Album Title: Lyn's Une
Performers: Alyn Cosker drums,Ross Hamilton bass, Jason Rebello piano, David Dunsmuir guitar, Paul Towndrow soprano & alto saxophones, Tommy Smith tenor saxophone, Ryan Quigley trumpet, Maureen McMullan vocals
Label: Linn Records SACD AKD338 (also available as various resolution FLAC, WMA and MP3 downloads)
Running time: 79'
Recorded:Castle Sound Studios on 14th & 15th of August 2008


I am no Jazz expert. I won't even place myself among the Jazz lovers but once in a while there is an album I just get. And even if I don't get the history and background, I certainly get the music. Alyn Cosker's first recording Lyn's Une— originally meant to be Alyn's Tune but misspelled by his dad and the abbreviated name stuck to the piece and now the album—is one of those Jazz discs I genuinely enjoy.



As far away from fusion or free Jazz as possible to probably have him face snobbery from the 'true' guardians of the genre, Cosker walks us through twelve original tracks each with a different story, mood and grounded in a distinct style. From the late-night bar ambiance of "Oh Dear" to the Soul inspiration in "Straight Through Bugaloo", Cosker and his seven partners in music prove that they truly own each style and have made those compositions theirs.


When I first received the SACD from Linn and learned that Cosker is the drummer with the Scottish National Jazz Orchestra, I feared that the music would be heavily weighted towards drums but this preconception was totally undeserved. Cosker is far too creative and diverse a composer to fall into such an easy trap. Of course the drums are there but they never overwhelm and they don't necessarily take the lead or center stage. My favorite track probably remains the introduction to "Smiling Down" where Maureen McMullan's voice—she's the vocalist on this mostly instrumental disc—is multi-tracked for some almost translucent surreal effects. Too bad the introduction is only a minute. I could dream for hours on that stuff.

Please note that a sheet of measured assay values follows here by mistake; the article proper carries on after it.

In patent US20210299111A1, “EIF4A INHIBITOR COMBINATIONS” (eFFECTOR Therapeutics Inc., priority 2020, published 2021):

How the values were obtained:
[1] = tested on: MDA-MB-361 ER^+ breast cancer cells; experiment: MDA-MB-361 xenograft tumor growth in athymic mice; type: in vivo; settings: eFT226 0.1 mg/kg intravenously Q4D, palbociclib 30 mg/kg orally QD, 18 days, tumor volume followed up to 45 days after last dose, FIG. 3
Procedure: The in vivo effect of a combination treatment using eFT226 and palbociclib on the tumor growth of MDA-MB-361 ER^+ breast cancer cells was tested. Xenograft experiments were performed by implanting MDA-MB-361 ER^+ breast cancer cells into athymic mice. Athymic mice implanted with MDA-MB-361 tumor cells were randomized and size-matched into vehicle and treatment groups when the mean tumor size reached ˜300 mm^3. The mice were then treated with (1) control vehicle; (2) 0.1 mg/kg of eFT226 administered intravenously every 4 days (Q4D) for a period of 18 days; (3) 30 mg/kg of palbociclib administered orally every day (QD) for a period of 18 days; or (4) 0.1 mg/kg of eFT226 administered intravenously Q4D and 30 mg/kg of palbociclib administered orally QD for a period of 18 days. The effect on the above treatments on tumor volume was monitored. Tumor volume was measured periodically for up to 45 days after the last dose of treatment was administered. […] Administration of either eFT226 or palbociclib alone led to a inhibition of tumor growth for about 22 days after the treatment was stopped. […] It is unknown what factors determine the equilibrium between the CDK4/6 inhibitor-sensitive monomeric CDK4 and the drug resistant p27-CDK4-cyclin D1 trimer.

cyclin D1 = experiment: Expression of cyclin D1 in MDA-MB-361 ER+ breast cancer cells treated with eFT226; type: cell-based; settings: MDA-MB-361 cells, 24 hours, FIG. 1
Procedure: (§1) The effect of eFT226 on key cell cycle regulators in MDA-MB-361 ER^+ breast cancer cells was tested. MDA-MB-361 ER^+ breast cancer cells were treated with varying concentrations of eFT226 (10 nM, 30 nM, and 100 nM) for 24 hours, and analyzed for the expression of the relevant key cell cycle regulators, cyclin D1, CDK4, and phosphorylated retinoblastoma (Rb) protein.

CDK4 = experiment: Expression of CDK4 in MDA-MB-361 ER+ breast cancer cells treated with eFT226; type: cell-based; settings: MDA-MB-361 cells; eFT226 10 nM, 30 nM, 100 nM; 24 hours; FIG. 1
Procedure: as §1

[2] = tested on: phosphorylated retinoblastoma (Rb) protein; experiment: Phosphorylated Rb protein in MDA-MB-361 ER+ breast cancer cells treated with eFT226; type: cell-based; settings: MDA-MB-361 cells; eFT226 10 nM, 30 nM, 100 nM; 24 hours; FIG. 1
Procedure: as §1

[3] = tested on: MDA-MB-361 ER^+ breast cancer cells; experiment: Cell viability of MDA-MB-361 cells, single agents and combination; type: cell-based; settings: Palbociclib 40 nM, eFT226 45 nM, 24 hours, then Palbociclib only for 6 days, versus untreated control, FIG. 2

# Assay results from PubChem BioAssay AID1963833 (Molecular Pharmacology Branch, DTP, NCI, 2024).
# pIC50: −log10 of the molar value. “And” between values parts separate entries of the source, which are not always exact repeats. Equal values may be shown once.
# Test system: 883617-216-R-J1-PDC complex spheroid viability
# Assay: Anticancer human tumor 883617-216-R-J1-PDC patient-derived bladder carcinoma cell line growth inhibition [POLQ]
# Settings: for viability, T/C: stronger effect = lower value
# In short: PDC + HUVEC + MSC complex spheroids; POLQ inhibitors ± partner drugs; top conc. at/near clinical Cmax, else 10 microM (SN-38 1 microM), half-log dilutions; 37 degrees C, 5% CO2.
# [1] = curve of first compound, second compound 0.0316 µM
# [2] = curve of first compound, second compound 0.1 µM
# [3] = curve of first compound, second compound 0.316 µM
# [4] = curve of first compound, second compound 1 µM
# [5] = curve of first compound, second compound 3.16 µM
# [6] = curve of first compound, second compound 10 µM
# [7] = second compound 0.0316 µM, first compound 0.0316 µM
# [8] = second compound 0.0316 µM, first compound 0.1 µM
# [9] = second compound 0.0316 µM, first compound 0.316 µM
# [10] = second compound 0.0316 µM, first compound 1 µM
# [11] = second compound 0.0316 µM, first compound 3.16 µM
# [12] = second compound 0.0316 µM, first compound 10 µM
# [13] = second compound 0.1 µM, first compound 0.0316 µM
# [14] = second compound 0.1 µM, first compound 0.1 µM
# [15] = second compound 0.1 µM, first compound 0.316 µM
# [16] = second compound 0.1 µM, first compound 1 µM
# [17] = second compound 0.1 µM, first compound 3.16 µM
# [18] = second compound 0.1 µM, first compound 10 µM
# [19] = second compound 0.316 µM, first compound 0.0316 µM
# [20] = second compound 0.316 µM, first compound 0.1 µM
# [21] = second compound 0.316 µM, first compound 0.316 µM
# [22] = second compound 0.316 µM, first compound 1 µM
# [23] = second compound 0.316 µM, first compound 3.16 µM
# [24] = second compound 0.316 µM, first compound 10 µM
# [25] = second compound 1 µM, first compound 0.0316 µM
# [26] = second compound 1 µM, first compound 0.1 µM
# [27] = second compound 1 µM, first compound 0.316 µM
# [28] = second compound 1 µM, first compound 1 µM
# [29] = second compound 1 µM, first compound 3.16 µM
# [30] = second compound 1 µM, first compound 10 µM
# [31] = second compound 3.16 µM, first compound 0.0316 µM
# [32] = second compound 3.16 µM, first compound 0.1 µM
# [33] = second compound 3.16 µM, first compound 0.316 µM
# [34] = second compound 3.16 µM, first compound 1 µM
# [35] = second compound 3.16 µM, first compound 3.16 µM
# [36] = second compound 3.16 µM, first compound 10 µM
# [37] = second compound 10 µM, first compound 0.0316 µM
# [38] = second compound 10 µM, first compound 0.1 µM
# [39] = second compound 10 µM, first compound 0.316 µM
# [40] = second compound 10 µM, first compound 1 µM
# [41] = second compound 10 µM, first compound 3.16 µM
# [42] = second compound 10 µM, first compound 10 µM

As always, Linn's recording engineers have done a superb job giving each instrument its space and unique qualities, with the overall tonality being slightly more open and resolved than I am used to from them – never extreme mind you but not as dense as some of their classical music recordings yet still with a huge soundstage and 'surround' effects even from the 2-channel track. This is a highly recommended discovery for anyone interested in finding out what young jazz composers are up to these days. Actually, it's great music too.